The Spitzer Space Telescope has looked back in time to see what scientists called the “faint, lumpy glow” given off by the very first objects in the Universe, and these ancient objects obviously provided some early cosmic fireworks. While they are too faint and distant to figure out what the individual objects are – they may be massive stars or voracious black holes – Spitzer has captured what appears to be the collective pattern of their infrared light, revealing these first objects were numerous and furiously burned cosmic fuel.
“These objects would have been tremendously bright,” said Alexander “Sasha” Kashlinsky from the Goddard Space Flight Center, lead author of a new paper appearing in The Astrophysical Journal. “We can’t yet directly rule out mysterious sources for this light that could be coming from our nearby universe, but it is now becoming increasingly likely that we are catching a glimpse of an ancient epoch. Spitzer is laying down a roadmap for NASA’s upcoming James Webb Telescope, which will tell us exactly what and where these first objects were.”
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This isn’t the first time astronomers have used Spitzer to search for the very first stars and black holes, and back in 2005 they saw hints of this remote pattern of light, known as the cosmic infrared background, and again with more precision in 2007. Now, Spitzer is in the extended phase of its mission, during which it performs more in-depth studies on specific patches of the sky. Kashlinsky and his colleagues used Spitzer to look at two patches of sky for more than 400 hours each.
The team then carefully subtracted all the known stars and galaxies in the images. Rather than being left with a black, empty patch of sky, they found faint patterns of light with several telltale characteristics of the cosmic infrared background. The lumps in the pattern observed are consistent with the way the very distant objects are thought to be clustered together.
Kashlinsky likens the observations to looking for Fourth of July fireworks in New York City from Los Angeles. First, you would have to remove all the foreground lights between the two cities, as well as the blazing lights of New York City itself. You ultimately would be left with a fuzzy map of how the fireworks are distributed, but they would still be too distant to make out individually.
“We can gather clues from the light of the Universe’s first fireworks,” said Kashlinsky. “This is teaching us that the sources, or the “sparks,” are intensely burning their nuclear fuel.”
The Universe formed roughly 13.7 billion years ago in a fiery, explosive Big Bang. With time, it cooled and, by around 500 million years later, the first stars, galaxies and black holes began to take shape. Astronomers say some of that “first light” might have traveled billions of years to reach the Spitzer Space Telescope. The light would have originated at visible or even ultraviolet wavelengths and then, because of the expansion of the universe, stretched out to the longer, infrared wavelengths observed by Spitzer.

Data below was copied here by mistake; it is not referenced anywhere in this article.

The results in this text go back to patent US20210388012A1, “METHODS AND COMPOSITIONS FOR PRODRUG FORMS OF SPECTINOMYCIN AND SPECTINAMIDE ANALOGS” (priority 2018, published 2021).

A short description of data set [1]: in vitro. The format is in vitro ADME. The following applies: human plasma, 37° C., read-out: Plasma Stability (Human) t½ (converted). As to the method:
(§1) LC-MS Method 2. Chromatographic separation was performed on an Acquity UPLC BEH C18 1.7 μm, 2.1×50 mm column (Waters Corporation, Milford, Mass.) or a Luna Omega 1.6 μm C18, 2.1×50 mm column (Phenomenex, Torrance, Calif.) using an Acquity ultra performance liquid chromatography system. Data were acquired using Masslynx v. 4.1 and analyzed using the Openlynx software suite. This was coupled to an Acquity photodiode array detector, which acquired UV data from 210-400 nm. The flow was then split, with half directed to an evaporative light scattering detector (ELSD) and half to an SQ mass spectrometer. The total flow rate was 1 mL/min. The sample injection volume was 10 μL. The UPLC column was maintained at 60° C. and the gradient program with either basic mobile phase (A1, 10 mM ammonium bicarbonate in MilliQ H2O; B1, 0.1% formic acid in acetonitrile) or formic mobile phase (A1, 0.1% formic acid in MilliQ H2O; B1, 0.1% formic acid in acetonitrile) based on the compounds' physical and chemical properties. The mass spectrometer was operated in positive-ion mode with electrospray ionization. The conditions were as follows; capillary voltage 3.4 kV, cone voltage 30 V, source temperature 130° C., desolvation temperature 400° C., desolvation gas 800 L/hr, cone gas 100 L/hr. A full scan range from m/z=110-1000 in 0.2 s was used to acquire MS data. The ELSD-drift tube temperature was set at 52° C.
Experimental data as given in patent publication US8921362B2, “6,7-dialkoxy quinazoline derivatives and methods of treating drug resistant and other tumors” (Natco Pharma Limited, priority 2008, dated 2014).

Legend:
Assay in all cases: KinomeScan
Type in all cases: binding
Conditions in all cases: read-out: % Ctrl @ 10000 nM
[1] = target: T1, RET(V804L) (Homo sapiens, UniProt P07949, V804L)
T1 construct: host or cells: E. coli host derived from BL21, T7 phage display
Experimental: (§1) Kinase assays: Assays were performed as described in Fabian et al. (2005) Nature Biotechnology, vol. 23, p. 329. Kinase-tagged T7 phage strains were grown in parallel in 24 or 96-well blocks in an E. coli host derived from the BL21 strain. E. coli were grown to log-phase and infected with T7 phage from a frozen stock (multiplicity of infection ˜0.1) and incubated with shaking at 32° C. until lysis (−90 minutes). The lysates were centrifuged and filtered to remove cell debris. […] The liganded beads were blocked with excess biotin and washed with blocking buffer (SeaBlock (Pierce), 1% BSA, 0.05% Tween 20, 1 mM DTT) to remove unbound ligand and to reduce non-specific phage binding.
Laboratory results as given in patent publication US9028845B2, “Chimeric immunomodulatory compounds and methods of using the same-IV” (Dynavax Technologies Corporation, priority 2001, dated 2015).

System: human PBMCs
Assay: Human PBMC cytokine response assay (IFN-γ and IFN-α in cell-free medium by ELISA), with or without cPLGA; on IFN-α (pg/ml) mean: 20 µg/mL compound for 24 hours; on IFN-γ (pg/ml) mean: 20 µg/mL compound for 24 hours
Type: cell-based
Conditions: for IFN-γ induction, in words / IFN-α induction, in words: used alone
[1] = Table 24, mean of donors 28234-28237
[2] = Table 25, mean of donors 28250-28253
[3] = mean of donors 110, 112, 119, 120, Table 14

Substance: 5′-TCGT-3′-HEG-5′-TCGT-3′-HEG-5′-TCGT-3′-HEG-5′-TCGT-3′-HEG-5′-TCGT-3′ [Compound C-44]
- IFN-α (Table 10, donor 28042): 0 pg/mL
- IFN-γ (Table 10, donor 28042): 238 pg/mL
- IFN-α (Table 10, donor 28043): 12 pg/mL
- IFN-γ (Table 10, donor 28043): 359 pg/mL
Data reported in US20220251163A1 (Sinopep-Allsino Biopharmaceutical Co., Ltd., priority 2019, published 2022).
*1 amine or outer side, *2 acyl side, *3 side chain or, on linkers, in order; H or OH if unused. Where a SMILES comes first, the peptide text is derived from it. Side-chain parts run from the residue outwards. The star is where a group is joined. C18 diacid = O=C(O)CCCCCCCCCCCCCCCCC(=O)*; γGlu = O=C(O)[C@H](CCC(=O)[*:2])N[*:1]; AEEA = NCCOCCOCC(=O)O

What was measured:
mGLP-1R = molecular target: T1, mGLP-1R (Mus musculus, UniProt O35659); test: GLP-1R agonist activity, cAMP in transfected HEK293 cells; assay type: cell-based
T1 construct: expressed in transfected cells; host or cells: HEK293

The new study improves on previous observations by measuring this cosmic infrared background out to scales equivalent to two full moons — significantly larger than what was detected before. Imagine trying to find a pattern in the noise in an old-fashioned television set by looking at just a small piece of the screen. It would be hard to know for certain if a suspected pattern was real. By observing a larger section of the screen, you would be able to resolve both small- and large-scale patterns, further confirming your initial suspicion.
Likewise, astronomers using Spitzer have increased the amount of sky examined to obtain more definitive evidence of the cosmic infrared background. The researchers plan to explore more patches of sky in the future to gather more clues hidden in the light of this ancient era.
“This is one of the reasons we are building the James Webb Space Telescope,” said Glenn Wahlgren, Spitzer program scientist at NASA Headquarters in Washington. “Spitzer is giving us tantalizing clues, but James Webb will tell us what really lies at the era where stars first ignited.”
Read the team’s paper.
11 Replies to “Spitzer Captures Ancient Fireworks of First Objects in the Universe”
I thought we knew the universe was approximately 14.3 billion years old. Do astronomers now think 13.7 is the better number? Actually, now that I think about it, 13.7 billion is how far back in time we can see. What are the right numbers?
See: Age of the universe.
Thanks, Ivan! Did it change recently? I know it was sometime after 2001, but I wonder how long it took to revise the estimates.
The first revision for the age of the Universe came in 2003, based upon one year’s worth of WMAP data; subsequent revisions followed in 2006, 2008, and finally in 2010 – with the release of this (PDF) paper.
Note that the new age estimate is consistent with the standard cosmology WMAP gave us. In fact I believe the standard cosmology is even self-consistent on the modeling of age (with or without forcing such consistency).
So it is all good now, no more large changes expected.
I was so caught up in the numbers I forgot to comment on the information! We are making great strides in our knowledge of the universe – how it started, what it’s made up of, and how we got here. This is an exciting scientific time to be alive! Thank you, Nancy, for your report!
This is probably near the z = 10 redshifting factor. So visible blue light at .3 microns would appear as IR at 3 microns. It will be interesting when JWST is up and the details of this might be imaged.
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I wonder if these were the dark matter stars that have been hypothesized.
Phonetically, is it “Spitzer” or “Shpitzer”? please do not answer unless you know for sure.
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